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Monday 22 January 2018

New wheat strain could boost poultry profits

Poultry profits could be boosted (Stock picture)
Poultry profits could be boosted (Stock picture)

Chris McCullough

A new strain of wheat could reduce the need for feed supplements, while at the same time provide key nutrients that promote healthy bones in poultry.

This latest research could help poultry farmers cut production costs and make a healthier profit in an industry which is valued at over €1bn for the island of Ireland.

In a joint effort between researchers at Nottingham Trent University in England and Aarhus University in Denmark, the focus was on developing a bird with a strong bone structure.

The Danish scientists discovered wheat can be bred naturally to produce high levels of phytase, an enzyme needed to release phosphorous, which the bird requires to grow a healthy skeleton.

While the Danish developed the wheat, the group in Nottingham tested it out at the university's own poultry research unit. Over the past 50 years, the poultry industry has been successful in achieving excellent growth rates for birds, but now the focus is on ensuring that a healthy, well-developed skeletal frame is produced.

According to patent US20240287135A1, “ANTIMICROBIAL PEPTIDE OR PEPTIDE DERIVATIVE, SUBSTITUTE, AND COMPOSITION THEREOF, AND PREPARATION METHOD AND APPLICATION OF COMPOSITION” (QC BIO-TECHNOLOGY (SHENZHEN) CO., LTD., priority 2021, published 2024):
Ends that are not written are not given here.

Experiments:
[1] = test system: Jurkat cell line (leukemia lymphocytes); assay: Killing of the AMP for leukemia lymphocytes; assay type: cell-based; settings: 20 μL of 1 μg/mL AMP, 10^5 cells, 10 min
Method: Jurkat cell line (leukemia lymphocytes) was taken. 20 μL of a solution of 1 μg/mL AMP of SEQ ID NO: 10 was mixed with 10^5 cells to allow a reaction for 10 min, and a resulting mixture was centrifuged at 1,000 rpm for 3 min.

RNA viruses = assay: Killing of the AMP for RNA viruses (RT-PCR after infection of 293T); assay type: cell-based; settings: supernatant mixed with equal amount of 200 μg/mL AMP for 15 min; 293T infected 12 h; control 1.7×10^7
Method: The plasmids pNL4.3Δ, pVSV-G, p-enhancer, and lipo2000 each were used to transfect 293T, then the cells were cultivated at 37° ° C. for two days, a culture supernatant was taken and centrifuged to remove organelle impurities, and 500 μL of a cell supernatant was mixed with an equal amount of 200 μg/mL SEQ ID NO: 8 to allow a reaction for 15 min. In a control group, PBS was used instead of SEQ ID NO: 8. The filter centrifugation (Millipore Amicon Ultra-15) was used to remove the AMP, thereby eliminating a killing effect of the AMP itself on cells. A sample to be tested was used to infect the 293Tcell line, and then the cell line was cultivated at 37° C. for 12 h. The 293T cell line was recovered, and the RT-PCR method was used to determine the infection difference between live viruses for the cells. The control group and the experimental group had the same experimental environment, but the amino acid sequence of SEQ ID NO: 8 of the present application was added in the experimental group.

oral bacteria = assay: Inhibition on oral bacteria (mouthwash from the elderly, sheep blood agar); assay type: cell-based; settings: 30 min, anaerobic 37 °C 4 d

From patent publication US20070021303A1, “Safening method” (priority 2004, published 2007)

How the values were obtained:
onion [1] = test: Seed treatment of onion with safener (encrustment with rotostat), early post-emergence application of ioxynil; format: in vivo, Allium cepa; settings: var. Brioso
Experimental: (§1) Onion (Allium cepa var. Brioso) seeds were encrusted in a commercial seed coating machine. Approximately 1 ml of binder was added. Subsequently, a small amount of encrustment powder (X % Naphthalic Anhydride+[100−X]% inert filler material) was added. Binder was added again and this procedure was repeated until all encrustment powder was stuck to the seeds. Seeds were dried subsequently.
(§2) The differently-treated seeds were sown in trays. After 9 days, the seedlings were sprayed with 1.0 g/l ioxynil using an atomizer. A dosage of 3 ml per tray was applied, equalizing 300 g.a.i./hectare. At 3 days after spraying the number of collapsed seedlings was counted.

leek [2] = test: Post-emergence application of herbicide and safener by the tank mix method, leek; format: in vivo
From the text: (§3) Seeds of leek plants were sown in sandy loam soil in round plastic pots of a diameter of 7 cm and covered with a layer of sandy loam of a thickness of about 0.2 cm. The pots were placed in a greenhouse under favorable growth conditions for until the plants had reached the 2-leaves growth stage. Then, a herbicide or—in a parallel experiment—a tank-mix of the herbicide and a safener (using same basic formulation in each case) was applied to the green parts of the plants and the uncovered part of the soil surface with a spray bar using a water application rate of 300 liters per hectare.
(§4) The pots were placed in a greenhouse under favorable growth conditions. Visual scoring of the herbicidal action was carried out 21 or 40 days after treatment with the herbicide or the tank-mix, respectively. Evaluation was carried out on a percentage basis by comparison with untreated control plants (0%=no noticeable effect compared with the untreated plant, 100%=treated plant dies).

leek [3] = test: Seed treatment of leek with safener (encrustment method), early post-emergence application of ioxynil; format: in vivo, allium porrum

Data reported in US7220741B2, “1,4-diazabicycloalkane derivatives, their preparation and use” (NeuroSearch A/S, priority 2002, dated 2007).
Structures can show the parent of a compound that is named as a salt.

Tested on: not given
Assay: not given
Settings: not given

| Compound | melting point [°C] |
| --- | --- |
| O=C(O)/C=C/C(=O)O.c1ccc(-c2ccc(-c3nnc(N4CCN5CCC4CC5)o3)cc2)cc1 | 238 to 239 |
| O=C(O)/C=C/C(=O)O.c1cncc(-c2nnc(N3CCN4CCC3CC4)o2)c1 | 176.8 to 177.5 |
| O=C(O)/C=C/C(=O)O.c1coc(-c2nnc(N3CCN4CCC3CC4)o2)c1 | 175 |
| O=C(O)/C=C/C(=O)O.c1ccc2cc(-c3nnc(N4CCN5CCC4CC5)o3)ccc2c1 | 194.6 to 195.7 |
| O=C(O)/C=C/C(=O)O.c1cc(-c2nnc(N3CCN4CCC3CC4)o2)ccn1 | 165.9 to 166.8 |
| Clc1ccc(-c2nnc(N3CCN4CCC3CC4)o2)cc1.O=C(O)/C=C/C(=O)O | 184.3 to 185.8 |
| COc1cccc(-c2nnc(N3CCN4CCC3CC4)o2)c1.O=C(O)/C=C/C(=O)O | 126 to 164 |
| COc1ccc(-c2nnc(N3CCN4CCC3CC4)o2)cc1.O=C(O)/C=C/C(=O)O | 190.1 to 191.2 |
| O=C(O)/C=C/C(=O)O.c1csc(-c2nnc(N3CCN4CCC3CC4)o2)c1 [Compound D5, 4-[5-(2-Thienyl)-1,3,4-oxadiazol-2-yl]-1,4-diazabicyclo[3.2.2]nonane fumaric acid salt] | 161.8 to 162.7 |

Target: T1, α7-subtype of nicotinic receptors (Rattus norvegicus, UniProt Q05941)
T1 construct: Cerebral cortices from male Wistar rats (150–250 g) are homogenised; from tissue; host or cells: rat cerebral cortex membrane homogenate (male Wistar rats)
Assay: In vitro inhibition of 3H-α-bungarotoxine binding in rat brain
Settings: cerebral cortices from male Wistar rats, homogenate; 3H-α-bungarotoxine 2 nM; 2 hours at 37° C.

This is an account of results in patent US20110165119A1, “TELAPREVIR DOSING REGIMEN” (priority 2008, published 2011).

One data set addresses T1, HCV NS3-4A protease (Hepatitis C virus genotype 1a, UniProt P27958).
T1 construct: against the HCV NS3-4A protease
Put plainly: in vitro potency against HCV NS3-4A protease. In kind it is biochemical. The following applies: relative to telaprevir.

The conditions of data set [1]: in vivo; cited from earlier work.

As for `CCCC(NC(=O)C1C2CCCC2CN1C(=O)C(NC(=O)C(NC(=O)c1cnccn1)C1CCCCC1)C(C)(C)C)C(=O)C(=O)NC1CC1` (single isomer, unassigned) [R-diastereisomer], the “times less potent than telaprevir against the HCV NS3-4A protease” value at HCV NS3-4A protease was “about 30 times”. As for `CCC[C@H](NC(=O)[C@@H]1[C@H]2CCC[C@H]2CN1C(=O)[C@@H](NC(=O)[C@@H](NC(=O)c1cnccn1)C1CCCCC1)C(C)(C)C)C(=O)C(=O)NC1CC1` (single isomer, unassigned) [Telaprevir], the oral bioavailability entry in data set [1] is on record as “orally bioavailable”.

Nutritionists have tackled this issue through supplements to ensure the ­correct mineral balance is in the diet of poultry. For the latest work, the Danish scientists used their expertise to make it simple and efficient to breed wheat with naturally high levels of phytase.

Diet

Scientists in Nottingham Trent University's poultry nutrition research team then designed and carried out a poultry nutrition trial to compare this new source of phytase to traditional poultry diet formulations. The trial shows that inclusion of the high phytase wheat in the feed is a highly effective way to ­unlock the phosphorous in the diet for use by the animal.

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Dr Henrik Brinch-Pedersen, the group leader at Aarhus University, said: "Aiming for high-phytate activity in wheat grains has been a key research target for many years.

"Reaching it was a milestone, but seeing that it works well in animal feeding is extremely satisfactory. A particularly exciting additional implication of this work may actually be for humans.

"700 million people globally suffer anaemia partly caused by the high phytate content of their diet. Providing a variety of wheat that contains its own phytate-destruction enzyme could improve the population health of many nations."


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